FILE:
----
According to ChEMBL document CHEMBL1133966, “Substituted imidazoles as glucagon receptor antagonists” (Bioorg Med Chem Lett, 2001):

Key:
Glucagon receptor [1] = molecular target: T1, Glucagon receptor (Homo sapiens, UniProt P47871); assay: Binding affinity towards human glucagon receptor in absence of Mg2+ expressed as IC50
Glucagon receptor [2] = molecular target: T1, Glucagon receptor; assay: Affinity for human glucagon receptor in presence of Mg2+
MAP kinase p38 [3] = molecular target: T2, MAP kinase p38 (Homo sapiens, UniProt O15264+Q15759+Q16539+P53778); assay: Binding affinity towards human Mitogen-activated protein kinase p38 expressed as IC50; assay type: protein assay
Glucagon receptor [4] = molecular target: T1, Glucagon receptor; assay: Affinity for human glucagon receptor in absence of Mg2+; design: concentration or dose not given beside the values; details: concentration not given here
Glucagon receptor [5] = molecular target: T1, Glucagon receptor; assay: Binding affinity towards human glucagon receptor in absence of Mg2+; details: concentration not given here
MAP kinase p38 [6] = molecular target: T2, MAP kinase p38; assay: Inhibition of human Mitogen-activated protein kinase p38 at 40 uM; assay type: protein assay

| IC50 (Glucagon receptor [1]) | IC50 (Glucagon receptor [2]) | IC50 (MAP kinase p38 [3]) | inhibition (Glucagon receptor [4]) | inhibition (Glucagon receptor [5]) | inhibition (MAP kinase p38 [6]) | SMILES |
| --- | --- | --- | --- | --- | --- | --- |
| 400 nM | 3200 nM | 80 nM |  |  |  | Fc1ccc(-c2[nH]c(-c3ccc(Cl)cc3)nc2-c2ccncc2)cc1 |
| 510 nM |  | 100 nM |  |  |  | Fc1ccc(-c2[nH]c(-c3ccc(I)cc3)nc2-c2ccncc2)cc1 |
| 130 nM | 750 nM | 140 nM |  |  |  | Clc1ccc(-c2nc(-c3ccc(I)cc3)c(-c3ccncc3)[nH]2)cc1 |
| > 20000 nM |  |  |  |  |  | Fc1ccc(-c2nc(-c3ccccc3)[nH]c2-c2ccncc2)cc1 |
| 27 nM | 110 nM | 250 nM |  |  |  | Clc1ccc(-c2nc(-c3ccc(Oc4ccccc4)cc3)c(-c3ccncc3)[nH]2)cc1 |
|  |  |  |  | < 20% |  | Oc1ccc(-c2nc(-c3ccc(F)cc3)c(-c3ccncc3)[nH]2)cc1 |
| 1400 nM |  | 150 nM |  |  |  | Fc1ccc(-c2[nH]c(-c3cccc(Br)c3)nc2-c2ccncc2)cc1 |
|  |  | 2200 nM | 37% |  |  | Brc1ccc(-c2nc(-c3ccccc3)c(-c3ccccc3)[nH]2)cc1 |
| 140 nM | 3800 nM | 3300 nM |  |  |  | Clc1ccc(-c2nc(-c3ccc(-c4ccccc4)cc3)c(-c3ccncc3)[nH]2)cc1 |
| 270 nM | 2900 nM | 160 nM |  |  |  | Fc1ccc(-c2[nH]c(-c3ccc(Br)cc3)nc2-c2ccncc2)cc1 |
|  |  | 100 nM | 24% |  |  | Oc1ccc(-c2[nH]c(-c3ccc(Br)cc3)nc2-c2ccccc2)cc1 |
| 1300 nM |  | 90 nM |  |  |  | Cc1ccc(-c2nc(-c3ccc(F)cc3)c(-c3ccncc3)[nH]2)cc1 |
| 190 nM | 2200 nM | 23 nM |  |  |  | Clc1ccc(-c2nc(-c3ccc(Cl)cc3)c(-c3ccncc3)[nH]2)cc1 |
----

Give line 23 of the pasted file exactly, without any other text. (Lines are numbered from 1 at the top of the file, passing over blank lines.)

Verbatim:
| 190 nM | 2200 nM | 23 nM |  |  |  | Clc1ccc(-c2nc(-c3ccc(Cl)cc3)c(-c3ccncc3)[nH]2)cc1 |